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OT: Comic Book Sells for a Million


ProfD

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The first copy of Superman sells big. Clearly, the recession is not an issue here.

 

Well, that comic book was published in 1938. Unfortunately, I don't have that much time to wait for my collector items to mature. :laugh::cool:

PD

 

"The greatest thing you'll ever learn, is just to love and be loved in return."--E. Ahbez "Nature Boy"

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Wow, I didn't realize it had come down in price that far!

 

Just a few years ago, second issues and "lesser" titles were fetching 1.5 million or more.

Eugenio Upright, 60th P-Bass, Geddy Lee J-Bass, Hofner HCT-500/7, Yamaha BBP35, Viking Bari

Select Strat, Select Tele, Am Pro JM, LP 57 Gold, G5422DC-12, T486, ES295, PM2, EXL1

XK1c, Voyager, Prophet XL

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The first copy of Superman sells big. Clearly, the recession is not an issue here.

 

Well, that comic book was published in 1938. Unfortunately, I don't have that much time to wait for my collector items to mature. :laugh::cool:

 

I have a neighbor who tried ( for a few years) to sell vintage comics on ebay.

 

He flamed out 2 months ago and has been trying to unload his collection. No takers.

 

The economy has pretty much turned south on several of these vintage categories for resale. Beanie babies is another example.

 

I have another ebay acquaintence who has enjoyed a nice run on vintage

records for resale. There might be other niches like this for resale.

Why fit in, when you were born to stand out ?

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Well, one over zero equals infinity. :-)

 

I forget whether SUPERMAN's first appearance in Action Comics #1 is generally worth more than the first issue of his own title, but I seem to recall that it is, as it is older (just slightly) and also features the debuts of other characters.

 

BATMAN's first appearance in Detective Comics #27 may have surpassed SUPERMAN's first appearances by now, due to the relative popularity and "coolness" factor in today's mythology.

 

DC Comics took its name from Detective Comics. DC itself was the result of the merger between All-American Comics (which, if I recall correctly, published Wonder Woman and Green Lantern), and the entity that published the Supes and Bats titles. They were known for a long time as National Periodical Publications and were co-owned with EC Comics (the Gaines dynasty).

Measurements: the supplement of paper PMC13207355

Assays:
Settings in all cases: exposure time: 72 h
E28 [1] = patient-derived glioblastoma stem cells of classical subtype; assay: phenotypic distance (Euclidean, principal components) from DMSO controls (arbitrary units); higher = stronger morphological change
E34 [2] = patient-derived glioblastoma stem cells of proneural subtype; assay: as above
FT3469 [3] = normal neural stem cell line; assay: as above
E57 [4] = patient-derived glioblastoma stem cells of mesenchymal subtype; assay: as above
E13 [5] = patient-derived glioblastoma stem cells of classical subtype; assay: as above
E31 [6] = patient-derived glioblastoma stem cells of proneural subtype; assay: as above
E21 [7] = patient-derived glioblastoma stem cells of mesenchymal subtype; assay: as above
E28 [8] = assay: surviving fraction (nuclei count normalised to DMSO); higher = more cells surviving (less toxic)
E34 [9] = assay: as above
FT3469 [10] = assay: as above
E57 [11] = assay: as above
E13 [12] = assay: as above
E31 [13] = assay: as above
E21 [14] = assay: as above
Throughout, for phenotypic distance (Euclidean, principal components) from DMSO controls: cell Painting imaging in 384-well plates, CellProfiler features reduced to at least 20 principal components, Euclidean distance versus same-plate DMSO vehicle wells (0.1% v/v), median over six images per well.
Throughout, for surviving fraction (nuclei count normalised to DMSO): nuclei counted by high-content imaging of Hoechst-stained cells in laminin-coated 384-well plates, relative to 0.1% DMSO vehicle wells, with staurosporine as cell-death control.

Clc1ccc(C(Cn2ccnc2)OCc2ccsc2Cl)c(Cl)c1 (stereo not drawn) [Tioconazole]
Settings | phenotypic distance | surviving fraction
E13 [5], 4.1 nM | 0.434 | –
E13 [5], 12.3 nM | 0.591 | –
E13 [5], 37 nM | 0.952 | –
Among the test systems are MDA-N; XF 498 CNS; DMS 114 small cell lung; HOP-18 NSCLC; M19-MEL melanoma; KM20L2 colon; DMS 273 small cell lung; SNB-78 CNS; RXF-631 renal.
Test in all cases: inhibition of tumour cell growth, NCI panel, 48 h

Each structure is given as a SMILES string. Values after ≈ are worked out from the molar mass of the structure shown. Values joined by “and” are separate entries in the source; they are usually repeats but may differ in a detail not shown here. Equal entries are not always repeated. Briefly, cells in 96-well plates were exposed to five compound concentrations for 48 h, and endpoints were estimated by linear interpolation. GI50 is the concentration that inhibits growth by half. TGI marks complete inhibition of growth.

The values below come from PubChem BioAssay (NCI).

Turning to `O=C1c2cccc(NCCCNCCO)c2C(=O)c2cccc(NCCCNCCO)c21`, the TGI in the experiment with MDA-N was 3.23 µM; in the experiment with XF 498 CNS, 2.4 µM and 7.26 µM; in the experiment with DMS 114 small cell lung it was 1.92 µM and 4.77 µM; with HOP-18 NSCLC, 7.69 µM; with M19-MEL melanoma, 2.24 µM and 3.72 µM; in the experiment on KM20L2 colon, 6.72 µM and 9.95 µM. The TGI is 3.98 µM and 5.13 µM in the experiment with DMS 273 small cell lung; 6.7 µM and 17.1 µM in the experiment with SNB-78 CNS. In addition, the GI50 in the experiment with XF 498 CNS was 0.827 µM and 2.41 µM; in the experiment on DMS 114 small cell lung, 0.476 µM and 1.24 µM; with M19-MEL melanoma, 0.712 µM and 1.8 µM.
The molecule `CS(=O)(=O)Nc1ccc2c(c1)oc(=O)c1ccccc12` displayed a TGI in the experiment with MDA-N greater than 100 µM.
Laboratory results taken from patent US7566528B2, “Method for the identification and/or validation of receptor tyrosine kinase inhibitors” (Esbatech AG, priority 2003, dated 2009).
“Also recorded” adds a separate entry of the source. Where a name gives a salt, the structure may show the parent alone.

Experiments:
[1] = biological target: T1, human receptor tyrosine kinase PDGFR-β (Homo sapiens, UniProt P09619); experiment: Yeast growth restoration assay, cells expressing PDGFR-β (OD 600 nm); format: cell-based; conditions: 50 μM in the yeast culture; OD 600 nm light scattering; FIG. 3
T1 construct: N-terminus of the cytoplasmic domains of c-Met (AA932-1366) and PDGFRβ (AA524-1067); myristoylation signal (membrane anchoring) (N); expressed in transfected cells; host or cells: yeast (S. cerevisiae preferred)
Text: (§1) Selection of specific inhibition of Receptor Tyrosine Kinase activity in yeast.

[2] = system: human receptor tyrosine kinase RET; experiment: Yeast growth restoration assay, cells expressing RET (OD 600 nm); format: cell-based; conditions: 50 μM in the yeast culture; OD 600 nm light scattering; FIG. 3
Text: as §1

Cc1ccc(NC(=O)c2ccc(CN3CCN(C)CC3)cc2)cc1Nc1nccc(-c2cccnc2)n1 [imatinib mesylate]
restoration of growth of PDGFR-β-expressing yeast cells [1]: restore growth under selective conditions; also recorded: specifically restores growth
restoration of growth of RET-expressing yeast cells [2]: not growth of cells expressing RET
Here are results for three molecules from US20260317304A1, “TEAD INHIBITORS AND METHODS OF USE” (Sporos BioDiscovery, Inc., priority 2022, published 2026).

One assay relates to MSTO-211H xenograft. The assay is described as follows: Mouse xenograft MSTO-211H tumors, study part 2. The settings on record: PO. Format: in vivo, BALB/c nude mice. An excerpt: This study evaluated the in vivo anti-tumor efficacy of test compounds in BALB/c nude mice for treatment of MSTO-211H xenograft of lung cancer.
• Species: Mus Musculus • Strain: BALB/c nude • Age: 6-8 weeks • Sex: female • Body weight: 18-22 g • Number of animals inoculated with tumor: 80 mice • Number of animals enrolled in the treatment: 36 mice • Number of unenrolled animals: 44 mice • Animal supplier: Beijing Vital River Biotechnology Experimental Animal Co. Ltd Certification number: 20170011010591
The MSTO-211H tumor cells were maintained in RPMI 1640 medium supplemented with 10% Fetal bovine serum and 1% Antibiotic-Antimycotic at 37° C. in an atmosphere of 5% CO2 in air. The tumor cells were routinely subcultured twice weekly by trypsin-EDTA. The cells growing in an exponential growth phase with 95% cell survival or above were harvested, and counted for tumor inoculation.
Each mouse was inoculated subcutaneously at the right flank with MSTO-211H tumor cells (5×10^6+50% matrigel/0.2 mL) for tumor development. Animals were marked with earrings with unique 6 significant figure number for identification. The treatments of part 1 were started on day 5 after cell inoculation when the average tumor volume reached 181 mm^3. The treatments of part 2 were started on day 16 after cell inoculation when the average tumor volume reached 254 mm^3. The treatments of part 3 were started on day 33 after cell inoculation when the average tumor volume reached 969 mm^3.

Some other titles probably worth a lot are the first appearance of Captain Marvel (Whiz Comics #1 from Fawcett, more or less forced out of business by the bizarre lawsuit claiming he was a rip-off of Superman, based mostly on the alter ego also being a reporter -- hello Spider-Man?). Now part of the DC Universe. :-)

 

DC also absorbed Will Eisner's (of The Spirit fame) Quality Comics and inherited all of those titles, in the 50's(?). Some of those are probably up there in value as well, such as Plastic Man #1, Military Comics #1 (Blackhawk), and Police Comics #1 (Plastic Man and other characters).

 

I've never checked to see the value of Golden Age Atlas Comics (known then as Timely Comics and later as Marvel Comics). The original versions of Sgt. Steel, Capt. America, Human Torch, Sub-Mariner, and others, are considerably different from the revised versions that Stan Lee, Jack Kirby and Steve Ditko introduced in the 60's.

 

Collecting comics for money is a risky proposition, but interestingly there was an article last year saying it's one of the wiser things to "invest" in during a recession. But don't count on current fare amounting to much over the years. That bubble burst a long time ago, after too many copycats of Teenage Ninja Mutant Turtles and too many relaunches of titles at #1.

 

It is debatable whether the increased availability of archive editions of older material has grown the market for the actual originals, or shrunk it as people can just buy the compendiums (although they are not always cheaper than buying the original comics). But there are those who buy to read (such as myself) and those who buy to collect and invest (definitely not me).

Eugenio Upright, 60th P-Bass, Geddy Lee J-Bass, Hofner HCT-500/7, Yamaha BBP35, Viking Bari

Select Strat, Select Tele, Am Pro JM, LP 57 Gold, G5422DC-12, T486, ES295, PM2, EXL1

XK1c, Voyager, Prophet XL

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I forget whether SUPERMAN's first appearance in Action Comics #1 is generally worth more than the first issue of his own title, but I seem to recall that it is, as it is older (just slightly) and also features the debuts of other characters.
Considering this sale set the record for a comic book, I'd say it's worth more ;)
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Ebay's given the industry some visibility into what's really out there for stock. This is not always good for collectors.